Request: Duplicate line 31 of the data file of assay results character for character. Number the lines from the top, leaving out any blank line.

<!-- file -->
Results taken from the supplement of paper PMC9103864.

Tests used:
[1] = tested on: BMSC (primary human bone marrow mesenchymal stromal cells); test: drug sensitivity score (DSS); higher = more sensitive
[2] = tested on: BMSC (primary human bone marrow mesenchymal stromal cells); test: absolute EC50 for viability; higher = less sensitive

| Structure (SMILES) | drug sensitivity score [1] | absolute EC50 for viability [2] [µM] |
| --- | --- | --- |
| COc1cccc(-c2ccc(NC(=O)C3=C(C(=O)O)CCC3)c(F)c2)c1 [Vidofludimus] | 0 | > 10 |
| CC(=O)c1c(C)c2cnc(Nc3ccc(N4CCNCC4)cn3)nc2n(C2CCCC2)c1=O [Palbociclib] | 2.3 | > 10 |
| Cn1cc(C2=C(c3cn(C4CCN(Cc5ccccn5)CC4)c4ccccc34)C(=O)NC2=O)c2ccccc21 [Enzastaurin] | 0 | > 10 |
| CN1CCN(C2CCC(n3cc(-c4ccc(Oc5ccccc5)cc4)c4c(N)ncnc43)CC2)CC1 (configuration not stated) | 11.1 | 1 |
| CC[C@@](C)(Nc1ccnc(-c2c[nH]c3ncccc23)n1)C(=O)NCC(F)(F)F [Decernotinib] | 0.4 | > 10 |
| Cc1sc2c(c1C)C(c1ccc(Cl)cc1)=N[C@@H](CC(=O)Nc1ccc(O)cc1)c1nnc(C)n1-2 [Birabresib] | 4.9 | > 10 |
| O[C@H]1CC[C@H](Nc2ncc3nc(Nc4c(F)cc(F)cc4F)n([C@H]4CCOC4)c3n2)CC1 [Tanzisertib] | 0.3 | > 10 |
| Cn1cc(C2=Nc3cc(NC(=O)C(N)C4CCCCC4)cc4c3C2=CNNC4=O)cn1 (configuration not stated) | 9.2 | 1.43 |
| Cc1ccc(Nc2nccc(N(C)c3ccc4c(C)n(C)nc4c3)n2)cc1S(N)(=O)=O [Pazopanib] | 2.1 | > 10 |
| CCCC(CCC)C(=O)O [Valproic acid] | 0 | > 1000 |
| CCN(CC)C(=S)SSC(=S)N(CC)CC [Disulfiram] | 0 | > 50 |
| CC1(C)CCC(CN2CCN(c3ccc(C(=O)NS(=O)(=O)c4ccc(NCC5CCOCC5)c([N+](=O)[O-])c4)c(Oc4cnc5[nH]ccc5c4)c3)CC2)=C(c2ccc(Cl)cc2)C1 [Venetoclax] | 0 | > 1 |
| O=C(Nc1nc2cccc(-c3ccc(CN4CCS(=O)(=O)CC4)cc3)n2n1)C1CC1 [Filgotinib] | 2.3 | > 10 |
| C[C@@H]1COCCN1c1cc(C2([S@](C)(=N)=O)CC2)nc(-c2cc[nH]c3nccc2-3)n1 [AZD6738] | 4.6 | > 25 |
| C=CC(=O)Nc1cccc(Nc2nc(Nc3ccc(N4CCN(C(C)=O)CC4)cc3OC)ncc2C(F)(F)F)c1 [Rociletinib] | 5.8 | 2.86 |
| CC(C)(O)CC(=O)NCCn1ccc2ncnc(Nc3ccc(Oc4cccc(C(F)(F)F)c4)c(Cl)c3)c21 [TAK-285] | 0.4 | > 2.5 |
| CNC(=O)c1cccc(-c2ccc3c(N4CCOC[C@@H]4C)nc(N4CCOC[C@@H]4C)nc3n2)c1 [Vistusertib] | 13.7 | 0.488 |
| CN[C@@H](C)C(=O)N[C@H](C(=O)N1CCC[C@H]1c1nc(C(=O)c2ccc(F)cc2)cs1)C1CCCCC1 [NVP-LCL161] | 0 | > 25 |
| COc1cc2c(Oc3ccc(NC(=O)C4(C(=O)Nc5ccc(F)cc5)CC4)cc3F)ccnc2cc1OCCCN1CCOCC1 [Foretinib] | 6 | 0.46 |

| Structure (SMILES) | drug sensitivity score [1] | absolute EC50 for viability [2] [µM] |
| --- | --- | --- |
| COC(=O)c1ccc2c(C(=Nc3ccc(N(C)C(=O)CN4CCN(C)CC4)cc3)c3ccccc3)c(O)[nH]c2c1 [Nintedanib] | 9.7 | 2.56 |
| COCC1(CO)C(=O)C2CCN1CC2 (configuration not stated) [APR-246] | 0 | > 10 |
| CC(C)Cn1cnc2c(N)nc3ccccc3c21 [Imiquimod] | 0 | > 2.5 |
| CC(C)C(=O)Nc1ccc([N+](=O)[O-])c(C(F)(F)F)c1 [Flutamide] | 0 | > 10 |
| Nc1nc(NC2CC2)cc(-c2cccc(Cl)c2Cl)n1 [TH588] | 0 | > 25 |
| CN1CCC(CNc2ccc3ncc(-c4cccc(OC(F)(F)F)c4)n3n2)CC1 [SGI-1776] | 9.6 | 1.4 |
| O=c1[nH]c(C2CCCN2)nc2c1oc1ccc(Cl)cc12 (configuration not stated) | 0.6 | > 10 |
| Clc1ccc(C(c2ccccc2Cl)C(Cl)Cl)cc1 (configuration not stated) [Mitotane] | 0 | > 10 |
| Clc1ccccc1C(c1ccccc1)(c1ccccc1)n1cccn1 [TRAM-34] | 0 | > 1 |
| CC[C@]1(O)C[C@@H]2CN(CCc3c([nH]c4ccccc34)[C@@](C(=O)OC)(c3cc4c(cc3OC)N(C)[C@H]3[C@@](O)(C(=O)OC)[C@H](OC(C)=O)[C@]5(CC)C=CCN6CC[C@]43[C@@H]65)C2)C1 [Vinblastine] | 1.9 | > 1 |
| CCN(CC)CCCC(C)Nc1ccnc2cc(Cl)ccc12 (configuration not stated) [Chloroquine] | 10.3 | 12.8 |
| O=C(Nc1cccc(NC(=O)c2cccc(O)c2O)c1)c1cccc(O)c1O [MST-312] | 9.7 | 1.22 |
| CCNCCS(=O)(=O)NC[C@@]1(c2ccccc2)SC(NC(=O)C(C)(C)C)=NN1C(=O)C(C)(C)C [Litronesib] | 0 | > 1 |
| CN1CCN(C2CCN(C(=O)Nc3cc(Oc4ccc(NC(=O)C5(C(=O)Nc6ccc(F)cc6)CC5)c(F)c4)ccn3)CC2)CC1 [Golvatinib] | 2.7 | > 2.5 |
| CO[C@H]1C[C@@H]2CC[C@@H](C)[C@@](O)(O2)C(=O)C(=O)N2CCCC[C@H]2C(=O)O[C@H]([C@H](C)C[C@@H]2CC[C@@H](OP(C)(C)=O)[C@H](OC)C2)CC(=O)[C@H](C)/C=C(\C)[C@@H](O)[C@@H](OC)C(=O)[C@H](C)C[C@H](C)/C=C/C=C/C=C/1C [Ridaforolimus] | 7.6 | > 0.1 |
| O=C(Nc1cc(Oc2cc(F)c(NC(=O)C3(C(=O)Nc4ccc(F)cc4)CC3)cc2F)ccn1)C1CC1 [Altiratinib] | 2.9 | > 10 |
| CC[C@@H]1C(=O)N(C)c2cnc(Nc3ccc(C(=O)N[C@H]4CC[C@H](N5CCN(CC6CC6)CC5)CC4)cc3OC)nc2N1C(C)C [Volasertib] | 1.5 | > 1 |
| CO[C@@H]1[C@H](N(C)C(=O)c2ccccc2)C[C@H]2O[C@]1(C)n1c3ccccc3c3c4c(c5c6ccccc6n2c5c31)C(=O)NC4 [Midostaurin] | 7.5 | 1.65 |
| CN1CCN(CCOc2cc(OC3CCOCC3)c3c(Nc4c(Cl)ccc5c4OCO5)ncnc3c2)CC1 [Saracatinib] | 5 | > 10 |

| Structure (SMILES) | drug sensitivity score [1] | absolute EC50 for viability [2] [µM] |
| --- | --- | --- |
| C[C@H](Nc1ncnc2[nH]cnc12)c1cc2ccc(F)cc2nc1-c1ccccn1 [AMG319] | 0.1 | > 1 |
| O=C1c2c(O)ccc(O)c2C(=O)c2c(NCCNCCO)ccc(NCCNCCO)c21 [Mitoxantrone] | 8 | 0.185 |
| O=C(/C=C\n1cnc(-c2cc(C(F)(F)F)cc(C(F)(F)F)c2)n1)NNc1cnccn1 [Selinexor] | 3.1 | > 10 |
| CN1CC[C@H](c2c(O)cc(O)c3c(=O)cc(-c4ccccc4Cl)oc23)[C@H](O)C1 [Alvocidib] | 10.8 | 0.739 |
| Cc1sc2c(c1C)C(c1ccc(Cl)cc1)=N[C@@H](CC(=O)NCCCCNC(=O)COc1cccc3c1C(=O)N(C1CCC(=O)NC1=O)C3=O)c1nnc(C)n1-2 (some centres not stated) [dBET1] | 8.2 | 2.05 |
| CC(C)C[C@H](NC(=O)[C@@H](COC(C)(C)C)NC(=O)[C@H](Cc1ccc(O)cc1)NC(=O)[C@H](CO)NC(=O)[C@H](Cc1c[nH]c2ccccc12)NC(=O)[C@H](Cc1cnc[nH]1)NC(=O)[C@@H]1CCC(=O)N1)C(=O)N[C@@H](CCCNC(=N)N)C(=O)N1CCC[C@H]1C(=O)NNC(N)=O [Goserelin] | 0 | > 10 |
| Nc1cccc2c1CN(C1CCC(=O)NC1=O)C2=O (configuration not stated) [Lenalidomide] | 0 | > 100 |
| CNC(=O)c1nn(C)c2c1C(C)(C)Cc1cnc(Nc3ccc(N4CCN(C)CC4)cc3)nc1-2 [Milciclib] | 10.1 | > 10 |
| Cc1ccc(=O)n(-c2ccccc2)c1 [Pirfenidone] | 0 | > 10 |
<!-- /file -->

| CC(C)C(=O)Nc1ccc([N+](=O)[O-])c(C(F)(F)F)c1 [Flutamide] | 0 | > 10 |